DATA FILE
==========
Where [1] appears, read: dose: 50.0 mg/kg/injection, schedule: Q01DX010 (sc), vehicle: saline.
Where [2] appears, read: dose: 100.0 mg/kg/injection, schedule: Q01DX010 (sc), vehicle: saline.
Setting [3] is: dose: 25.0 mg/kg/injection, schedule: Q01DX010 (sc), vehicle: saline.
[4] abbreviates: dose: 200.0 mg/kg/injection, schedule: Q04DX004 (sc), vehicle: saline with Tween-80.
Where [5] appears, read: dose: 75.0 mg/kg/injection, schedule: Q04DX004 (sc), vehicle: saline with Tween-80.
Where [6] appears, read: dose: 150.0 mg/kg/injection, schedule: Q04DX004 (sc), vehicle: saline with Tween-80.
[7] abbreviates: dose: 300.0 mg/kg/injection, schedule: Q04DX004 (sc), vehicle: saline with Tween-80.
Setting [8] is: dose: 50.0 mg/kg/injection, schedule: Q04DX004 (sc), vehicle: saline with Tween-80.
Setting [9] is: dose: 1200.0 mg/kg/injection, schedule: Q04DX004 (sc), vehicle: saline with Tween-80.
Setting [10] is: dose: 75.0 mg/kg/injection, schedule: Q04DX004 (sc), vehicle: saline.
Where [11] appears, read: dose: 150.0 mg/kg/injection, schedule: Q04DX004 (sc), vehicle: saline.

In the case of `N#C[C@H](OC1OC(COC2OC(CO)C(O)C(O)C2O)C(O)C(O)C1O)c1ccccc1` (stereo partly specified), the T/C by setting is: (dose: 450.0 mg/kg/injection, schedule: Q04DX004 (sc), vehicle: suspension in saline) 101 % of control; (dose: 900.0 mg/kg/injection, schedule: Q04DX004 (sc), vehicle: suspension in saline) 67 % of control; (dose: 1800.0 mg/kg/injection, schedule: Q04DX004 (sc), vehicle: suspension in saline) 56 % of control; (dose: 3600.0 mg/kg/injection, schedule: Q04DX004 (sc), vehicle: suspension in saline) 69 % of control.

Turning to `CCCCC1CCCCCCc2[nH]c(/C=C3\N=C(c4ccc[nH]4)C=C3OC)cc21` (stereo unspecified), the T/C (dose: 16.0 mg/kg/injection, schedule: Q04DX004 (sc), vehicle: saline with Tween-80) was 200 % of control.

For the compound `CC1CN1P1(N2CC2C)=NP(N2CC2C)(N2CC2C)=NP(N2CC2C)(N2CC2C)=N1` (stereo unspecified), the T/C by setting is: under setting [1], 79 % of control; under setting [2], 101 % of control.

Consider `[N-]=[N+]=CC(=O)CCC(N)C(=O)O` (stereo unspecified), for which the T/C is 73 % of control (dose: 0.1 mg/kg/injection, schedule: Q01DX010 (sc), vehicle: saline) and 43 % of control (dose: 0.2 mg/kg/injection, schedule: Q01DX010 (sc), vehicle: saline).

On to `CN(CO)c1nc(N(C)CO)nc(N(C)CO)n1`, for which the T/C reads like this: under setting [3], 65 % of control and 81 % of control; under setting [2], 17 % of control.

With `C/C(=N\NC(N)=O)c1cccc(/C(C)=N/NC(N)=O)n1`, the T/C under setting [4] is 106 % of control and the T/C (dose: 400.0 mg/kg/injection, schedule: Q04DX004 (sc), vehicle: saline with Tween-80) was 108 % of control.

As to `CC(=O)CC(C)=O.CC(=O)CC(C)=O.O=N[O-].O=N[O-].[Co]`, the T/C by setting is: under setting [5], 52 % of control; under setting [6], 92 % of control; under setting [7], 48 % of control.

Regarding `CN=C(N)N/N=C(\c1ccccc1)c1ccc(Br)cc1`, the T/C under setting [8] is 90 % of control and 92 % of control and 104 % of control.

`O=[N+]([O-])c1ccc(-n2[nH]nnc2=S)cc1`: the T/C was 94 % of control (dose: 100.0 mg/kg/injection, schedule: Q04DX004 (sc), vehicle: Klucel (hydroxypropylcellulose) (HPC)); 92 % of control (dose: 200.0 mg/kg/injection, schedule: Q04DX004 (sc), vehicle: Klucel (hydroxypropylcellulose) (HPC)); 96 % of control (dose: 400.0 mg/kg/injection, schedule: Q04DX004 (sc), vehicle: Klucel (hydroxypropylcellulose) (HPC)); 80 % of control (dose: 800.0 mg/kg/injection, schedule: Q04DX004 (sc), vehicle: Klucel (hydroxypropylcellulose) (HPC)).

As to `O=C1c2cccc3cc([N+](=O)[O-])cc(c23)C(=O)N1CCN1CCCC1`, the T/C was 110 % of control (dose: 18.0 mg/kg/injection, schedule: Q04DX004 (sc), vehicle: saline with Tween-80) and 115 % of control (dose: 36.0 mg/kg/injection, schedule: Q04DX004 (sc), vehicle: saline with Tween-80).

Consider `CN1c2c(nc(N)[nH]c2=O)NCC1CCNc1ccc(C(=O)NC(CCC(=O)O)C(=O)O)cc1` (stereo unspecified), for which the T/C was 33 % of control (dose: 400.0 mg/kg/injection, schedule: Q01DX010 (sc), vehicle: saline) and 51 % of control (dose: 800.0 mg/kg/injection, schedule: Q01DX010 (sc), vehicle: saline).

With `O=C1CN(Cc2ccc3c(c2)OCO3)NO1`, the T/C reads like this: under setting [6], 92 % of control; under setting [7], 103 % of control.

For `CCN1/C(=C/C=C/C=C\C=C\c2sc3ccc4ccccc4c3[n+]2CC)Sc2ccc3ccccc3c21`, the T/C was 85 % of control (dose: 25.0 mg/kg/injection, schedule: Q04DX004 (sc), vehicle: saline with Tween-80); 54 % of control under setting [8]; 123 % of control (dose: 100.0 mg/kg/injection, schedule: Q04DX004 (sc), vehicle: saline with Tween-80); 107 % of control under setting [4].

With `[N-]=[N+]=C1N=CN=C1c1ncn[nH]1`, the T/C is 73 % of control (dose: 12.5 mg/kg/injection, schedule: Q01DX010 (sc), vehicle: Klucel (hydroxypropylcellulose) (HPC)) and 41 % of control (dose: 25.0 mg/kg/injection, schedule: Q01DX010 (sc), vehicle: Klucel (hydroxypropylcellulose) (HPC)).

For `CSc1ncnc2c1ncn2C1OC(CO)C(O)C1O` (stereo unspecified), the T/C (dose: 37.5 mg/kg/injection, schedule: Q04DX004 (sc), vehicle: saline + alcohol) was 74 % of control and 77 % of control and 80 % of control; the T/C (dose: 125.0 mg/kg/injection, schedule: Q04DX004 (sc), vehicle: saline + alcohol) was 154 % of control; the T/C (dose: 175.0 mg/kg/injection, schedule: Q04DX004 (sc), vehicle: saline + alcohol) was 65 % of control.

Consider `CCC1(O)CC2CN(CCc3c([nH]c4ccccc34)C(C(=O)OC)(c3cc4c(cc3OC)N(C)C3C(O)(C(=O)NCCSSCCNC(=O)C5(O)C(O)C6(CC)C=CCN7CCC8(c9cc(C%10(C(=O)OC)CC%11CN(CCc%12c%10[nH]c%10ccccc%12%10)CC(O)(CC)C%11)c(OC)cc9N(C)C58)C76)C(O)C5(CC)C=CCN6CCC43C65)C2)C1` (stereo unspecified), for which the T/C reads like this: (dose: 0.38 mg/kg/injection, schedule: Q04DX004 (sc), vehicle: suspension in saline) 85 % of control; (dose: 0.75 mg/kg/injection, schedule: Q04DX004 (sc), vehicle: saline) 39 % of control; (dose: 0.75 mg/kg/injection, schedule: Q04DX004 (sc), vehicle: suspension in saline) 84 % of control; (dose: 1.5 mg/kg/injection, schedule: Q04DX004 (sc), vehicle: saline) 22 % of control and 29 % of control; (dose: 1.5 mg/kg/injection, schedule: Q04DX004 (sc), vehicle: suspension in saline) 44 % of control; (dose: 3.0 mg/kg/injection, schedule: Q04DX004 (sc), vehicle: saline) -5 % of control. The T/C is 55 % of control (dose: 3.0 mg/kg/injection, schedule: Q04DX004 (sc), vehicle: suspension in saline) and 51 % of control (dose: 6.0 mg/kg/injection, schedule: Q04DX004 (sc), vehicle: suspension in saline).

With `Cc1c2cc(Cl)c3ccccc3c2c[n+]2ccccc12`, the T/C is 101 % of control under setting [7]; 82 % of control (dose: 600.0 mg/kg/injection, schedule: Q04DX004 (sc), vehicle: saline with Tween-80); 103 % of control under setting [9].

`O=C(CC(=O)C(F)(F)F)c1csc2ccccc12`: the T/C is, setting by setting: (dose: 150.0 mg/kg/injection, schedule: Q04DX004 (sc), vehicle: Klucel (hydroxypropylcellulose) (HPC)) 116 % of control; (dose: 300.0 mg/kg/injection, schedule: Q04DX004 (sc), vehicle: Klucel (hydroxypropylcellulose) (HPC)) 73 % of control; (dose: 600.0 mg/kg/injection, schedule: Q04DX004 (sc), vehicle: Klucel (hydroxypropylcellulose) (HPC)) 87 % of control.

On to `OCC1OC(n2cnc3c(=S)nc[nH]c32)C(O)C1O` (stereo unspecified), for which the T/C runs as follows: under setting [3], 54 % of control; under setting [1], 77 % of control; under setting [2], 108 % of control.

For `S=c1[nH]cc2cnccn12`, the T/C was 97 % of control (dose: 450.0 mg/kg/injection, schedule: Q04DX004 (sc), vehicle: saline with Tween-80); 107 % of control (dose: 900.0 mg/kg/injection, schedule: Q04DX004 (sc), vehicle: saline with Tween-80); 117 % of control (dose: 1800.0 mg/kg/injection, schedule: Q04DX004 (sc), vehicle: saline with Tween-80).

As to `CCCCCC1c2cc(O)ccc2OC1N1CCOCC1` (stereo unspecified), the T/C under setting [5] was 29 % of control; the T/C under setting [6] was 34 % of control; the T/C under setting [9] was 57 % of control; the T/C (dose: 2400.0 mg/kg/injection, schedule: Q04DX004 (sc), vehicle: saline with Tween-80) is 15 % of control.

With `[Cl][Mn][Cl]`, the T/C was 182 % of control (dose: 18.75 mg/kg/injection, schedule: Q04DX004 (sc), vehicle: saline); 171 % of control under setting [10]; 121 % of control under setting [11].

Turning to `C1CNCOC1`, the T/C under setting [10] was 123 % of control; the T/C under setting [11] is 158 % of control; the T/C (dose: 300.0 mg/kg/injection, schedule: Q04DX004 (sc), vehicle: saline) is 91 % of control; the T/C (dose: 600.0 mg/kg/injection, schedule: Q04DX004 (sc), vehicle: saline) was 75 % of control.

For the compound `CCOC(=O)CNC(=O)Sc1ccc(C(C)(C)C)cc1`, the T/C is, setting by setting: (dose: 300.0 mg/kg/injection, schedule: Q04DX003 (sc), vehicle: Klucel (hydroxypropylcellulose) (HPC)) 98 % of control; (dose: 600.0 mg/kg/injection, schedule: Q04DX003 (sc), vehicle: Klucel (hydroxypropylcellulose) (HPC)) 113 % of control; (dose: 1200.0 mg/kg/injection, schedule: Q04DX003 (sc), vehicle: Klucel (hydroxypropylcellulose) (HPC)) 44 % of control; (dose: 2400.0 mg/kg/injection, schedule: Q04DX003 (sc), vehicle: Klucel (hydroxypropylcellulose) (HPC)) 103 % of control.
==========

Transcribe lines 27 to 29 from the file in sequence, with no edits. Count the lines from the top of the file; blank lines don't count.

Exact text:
Consider `CCC1(O)CC2CN(CCc3c([nH]c4ccccc34)C(C(=O)OC)(c3cc4c(cc3OC)N(C)C3C(O)(C(=O)NCCSSCCNC(=O)C5(O)C(O)C6(CC)C=CCN7CCC8(c9cc(C%10(C(=O)OC)CC%11CN(CCc%12c%10[nH]c%10ccccc%12%10)CC(O)(CC)C%11)c(OC)cc9N(C)C58)C76)C(O)C5(CC)C=CCN6CCC43C65)C2)C1` (stereo unspecified), for which the T/C reads like this: (dose: 0.38 mg/kg/injection, schedule: Q04DX004 (sc), vehicle: suspension in saline) 85 % of control; (dose: 0.75 mg/kg/injection, schedule: Q04DX004 (sc), vehicle: saline) 39 % of control; (dose: 0.75 mg/kg/injection, schedule: Q04DX004 (sc), vehicle: suspension in saline) 84 % of control; (dose: 1.5 mg/kg/injection, schedule: Q04DX004 (sc), vehicle: saline) 22 % of control and 29 % of control; (dose: 1.5 mg/kg/injection, schedule: Q04DX004 (sc), vehicle: suspension in saline) 44 % of control; (dose: 3.0 mg/kg/injection, schedule: Q04DX004 (sc), vehicle: saline) -5 % of control. The T/C is 55 % of control (dose: 3.0 mg/kg/injection, schedule: Q04DX004 (sc), vehicle: suspension in saline) and 51 % of control (dose: 6.0 mg/kg/injection, schedule: Q04DX004 (sc), vehicle: suspension in saline).

With `Cc1c2cc(Cl)c3ccccc3c2c[n+]2ccccc12`, the T/C is 101 % of control under setting [7]; 82 % of control (dose: 600.0 mg/kg/injection, schedule: Q04DX004 (sc), vehicle: saline with Tween-80); 103 % of control under setting [9].

`O=C(CC(=O)C(F)(F)F)c1csc2ccccc12`: the T/C is, setting by setting: (dose: 150.0 mg/kg/injection, schedule: Q04DX004 (sc), vehicle: Klucel (hydroxypropylcellulose) (HPC)) 116 % of control; (dose: 300.0 mg/kg/injection, schedule: Q04DX004 (sc), vehicle: Klucel (hydroxypropylcellulose) (HPC)) 73 % of control; (dose: 600.0 mg/kg/injection, schedule: Q04DX004 (sc), vehicle: Klucel (hydroxypropylcellulose) (HPC)) 87 % of control.